MADISON, Wis. (WMTV) The number of severe lung disease among people who are vaping in Wisconsin is growing.
Last week, American Family Children's Hospital had its first patient in the pediatric intensive care unit because of vaping. 16-year-old Logan Krahn, from Fort Atkinson, said he began using a Juul, a brand of e-cigarette, because he thought it would be safer than smoking cigarettes. On Thursday, he said what he believed was wrong.
“Two weeks ago, I was admitted to my local hospital with what doctors thought was a severe case of dehydration, it turns out it was pneumonia,” said Logan. “I was then sent to American Family Children’s Hospital where doctors gave me medicine and hooked me up to machines to help me breathe.”
Logan said he was diagnosed with chemical pneumonitis and was linked to vaping.
His mother, Rebecca Krahn, says it was difficult to watch her son go through this.
"I was scared, very scared," she said. "It's not knowing if you're son is going to make it or not."
Logan said he was close to dying and now has life-long damage to his lungs.
“I have a long recovery ahead of me and this experience has changed my life tremendously,” said Logan. “If you don’t smoke or vape right now, please don’t start, but if you do, I urge you to stop and get some help immediately. While quitting might seem difficult, going through this is far worse.”
Numbers released on Thursday from the Wisconsin Department of Health Services (DHS) show there are 69 confirmed and probable cases of severe lung disease related to vaping in the state. 17 patients' cases are under investigation. Last week there were 60 cases.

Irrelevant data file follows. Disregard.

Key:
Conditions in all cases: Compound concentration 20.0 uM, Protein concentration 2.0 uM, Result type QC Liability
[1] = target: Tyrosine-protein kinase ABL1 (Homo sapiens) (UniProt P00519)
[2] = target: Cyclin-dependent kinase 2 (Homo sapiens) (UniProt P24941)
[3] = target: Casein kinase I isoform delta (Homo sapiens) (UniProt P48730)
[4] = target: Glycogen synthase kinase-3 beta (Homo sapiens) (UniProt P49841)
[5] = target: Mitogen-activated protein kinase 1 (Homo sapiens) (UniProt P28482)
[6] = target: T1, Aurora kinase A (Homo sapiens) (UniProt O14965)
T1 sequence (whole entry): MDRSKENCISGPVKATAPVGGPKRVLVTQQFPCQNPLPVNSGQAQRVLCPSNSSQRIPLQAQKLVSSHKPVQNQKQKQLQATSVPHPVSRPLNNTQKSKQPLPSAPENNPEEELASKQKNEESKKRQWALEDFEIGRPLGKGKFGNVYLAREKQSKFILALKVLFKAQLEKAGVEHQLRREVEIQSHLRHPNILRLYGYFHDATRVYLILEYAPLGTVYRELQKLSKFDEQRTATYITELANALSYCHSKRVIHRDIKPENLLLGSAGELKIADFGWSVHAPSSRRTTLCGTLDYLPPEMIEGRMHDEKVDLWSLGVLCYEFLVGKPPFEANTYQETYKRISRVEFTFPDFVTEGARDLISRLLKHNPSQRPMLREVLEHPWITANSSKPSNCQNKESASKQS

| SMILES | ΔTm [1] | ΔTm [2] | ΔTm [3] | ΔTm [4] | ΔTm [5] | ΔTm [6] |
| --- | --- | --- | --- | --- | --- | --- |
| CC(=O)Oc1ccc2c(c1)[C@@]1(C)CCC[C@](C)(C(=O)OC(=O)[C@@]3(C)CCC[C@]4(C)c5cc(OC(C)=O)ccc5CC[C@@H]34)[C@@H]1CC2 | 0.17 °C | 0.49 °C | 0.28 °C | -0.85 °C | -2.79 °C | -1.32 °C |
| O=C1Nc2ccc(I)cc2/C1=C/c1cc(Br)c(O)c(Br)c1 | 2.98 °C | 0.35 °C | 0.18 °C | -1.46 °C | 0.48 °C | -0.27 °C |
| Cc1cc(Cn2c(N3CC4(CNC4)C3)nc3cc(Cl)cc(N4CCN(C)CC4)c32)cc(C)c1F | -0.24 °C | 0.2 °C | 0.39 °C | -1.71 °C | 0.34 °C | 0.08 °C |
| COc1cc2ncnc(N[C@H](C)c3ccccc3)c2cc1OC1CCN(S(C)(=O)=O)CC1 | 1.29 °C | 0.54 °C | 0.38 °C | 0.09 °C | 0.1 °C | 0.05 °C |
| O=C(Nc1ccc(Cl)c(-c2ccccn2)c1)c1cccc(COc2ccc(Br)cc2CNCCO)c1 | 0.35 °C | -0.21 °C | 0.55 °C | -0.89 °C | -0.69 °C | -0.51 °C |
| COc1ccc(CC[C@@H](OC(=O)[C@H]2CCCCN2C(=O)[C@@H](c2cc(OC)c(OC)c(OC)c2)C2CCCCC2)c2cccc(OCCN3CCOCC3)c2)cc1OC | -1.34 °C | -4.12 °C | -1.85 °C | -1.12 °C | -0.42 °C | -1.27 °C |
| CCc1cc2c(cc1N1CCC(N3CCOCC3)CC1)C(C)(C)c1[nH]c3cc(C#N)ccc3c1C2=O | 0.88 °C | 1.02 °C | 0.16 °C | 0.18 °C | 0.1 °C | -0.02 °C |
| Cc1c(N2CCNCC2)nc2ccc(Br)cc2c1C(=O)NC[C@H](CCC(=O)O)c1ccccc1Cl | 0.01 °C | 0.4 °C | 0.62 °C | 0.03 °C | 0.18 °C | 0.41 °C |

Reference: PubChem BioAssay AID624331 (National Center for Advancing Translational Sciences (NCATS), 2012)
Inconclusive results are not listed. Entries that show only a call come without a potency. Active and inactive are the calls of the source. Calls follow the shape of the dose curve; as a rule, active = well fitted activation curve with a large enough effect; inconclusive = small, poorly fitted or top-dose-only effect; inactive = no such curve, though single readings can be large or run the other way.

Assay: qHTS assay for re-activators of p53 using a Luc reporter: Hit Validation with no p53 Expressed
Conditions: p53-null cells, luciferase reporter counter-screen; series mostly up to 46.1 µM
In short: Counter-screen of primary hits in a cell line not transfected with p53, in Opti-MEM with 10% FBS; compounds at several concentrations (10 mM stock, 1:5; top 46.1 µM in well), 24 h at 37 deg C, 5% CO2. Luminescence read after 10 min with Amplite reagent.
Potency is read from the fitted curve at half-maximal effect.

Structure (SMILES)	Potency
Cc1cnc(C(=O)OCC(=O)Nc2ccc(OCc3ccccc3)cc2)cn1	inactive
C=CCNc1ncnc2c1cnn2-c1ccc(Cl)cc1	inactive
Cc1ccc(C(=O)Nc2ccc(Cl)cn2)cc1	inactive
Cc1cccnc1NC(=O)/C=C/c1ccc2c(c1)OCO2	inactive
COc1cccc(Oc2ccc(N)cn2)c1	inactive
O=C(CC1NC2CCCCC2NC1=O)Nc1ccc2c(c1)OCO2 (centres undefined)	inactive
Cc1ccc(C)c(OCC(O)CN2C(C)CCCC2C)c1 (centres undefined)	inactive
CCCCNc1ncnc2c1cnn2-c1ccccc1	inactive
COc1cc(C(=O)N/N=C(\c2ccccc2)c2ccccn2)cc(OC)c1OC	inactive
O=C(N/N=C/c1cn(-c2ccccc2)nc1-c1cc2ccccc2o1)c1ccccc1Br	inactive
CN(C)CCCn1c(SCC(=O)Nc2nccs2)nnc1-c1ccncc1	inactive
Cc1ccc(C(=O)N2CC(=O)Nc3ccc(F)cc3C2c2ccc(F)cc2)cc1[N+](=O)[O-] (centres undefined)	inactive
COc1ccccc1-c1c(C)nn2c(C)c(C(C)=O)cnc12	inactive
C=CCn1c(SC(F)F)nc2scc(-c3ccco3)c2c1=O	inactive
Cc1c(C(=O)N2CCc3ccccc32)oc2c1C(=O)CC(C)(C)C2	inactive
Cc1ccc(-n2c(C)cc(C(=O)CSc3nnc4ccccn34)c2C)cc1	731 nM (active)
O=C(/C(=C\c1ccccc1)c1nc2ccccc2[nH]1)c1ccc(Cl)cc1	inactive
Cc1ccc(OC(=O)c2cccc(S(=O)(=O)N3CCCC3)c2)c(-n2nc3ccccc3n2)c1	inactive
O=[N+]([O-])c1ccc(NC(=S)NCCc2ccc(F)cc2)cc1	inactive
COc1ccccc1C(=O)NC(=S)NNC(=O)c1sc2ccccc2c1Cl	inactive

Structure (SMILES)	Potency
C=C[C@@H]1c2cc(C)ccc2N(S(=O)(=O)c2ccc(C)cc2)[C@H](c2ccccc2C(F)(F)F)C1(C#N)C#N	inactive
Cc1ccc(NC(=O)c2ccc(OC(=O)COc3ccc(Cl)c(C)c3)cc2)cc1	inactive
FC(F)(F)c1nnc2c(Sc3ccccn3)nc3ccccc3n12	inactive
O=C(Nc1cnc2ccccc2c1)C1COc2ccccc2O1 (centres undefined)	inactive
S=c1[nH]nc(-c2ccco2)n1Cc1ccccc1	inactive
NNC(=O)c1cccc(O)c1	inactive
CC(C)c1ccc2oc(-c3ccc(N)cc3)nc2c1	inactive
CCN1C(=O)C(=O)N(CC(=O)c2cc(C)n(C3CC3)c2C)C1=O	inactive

“It’s highly likely that many cases we diagnosed as pneumonia in the past, without a clear cause, may have been related to vaping,” said Dr. Vivek Balasubramanian a UW pediatric pulmonologist. “We are looking at those retrospectively to see whether there is any link to vaping-related injuries.”
UW Health experts are calling these severe lung injuries linked to vaping a public health crisis.
"It's devastating to see otherwise healthy children and young adults come down with this horrific disease," said Dr. Brian Williams, a UW Health hospital medicine doctor.
DHS reports most patients in this outbreak of illnesses are adolescents and young adults. Some patients are adults in older age groups.
So far, no deaths have been reported in Wisconsin, but across the nation, there have been 17 deaths.
Health officials said a majority of cases reported using e-cigarettes or other vaping devices to inhale THC- containing products, such as waxes and oils. THC is the active ingredient in marijuana. The cartridges containing THC may contain chemicals or additives that are unknown or unregulated. There were a wide variety of brand names and flavorings were reported.
According to the CDC, roughly 17 percent of vaping-related lung disease cases in the country are from nicotine-only products.
Anyone experiencing unexplained shortness of breath, chest pain, cough, nausea, vomiting, fever, and weight loss should talk to their doctor. Health officials are asking people to stop vaping immediately.
The severe lung illness cases related to vaping were first noticed in Wisconsin in late July. Children's Hospital of Wisconsin reported eight cases of hospitalized teens to DHS.
This is an ongoing investigation and DHS is working with the Centers for Disease Control and Prevention (CDC). Currently, several samples of cartridges used by affected patients in Wisconsin are being tested at Food and Drug Administration laboratories. There was no time given as to when those tests will be completed.